• Mar 29 1865 – Civil War: Appomattox Campaign - The final campaign of the Civil War begins in Virginia when Union troops under General Ulysses S. Grant move against the Confederate trenches around Petersburg. General Robert E. Lee’s outnumbered Rebels were soon forced to evacuate the city and begin a desperate race west.

  • Mar 29 1911 – The M1911 .45 ACP pistol becomes the official U.S. Army side arm.

  • Mar 29 1917 – WWI: Prime Minister Hjalmar Hammarskjold of Sweden, father of the famous future United Nations Secretary General Dag Hammarskjold, resigns after his policy of strict neutrality in World War I—including continued trading with Germany, in violation of the Allied blockade—leads to widespread hunger and political instability in Sweden.

  • Mar 29 1942 – WW2: The Bombing of Lübeck is the first major success for the RAF Bomber Command against Germany and a German city.

  • Mar 29 1944 – WW2: Allied bombing raid on Nuremberg. Along the English eastern coast 795 aircraft are dispatched, including 572 Lancasters, 214 Halifaxes and 9 Mosquitoes. The bombers meet resistance at the coasts of Belgium and the Netherlands from German fighters. In total, 95 bombers are lost, making it the largest Bomber Command loss of World War II.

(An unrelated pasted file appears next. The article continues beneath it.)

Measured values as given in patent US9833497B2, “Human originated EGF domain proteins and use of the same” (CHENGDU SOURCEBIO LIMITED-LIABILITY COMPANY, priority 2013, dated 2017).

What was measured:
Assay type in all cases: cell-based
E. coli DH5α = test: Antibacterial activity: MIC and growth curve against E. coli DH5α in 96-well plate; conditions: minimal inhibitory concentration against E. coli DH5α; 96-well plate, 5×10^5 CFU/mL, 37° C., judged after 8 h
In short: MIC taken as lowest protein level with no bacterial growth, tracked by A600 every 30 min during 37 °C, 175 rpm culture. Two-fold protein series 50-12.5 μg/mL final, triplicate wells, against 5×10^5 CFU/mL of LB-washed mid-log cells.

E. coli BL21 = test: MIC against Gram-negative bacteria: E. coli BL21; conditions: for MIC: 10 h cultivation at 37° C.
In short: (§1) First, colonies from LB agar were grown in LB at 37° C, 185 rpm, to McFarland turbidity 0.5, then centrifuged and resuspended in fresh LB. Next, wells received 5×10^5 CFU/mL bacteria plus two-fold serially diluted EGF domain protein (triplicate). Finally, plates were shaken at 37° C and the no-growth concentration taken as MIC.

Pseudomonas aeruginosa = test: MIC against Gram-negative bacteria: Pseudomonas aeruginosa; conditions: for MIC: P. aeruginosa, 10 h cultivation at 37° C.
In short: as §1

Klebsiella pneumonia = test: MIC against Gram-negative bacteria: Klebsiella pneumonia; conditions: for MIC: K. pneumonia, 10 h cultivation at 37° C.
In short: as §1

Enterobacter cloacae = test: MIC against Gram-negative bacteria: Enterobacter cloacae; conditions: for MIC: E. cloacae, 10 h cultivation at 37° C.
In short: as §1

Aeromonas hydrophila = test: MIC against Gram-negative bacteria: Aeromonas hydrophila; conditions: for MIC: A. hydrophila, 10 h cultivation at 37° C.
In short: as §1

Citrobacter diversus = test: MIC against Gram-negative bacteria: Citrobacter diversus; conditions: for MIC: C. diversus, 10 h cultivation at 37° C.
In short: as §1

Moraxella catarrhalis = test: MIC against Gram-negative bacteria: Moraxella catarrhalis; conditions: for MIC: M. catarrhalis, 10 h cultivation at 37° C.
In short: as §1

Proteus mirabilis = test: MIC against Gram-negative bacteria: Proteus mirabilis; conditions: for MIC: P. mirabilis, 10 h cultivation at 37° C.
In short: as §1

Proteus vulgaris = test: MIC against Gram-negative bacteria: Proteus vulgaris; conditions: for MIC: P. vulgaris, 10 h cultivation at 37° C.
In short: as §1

• Mar 29 1945 – WW2: The German 4th Army is almost destroyed by the Soviet Red Army.

  • Mar 29 1945 – WW2: Gen. George S. Patton’s 3rd Army captures Frankfurt, as “Old Blood and Guts” continues his march east.

Gen. George S. Patton

  • Mar 29 1945 – WW2: Last day of V-1 flying bomb attacks on England.

  • Mar 29 1951 – Korea: The Chinese reject Gen. Douglas MacArthur’s offer for a truce in Korea.

  • Mar 29 1951 – Cold War: In one of the most sensational trials in American history, Julius and Ethel Rosenberg are convicted of espionage for their role in passing atomic secrets to the Soviets during and after World War II. The husband and wife were later sentenced to death and were executed in 1953.

  • Mar 29 1971 – Vietnam: Lt. William L. Calley is found guilty of premeditated murder at My Lai by a U.S. Army court-martial at Fort Benning, Georgia. Calley, a platoon leader, had led his men in a massacre of Vietnamese civilians, including women and children, at My Lai 4, a cluster of hamlets in Quang Ngai Province on March 16, 1968.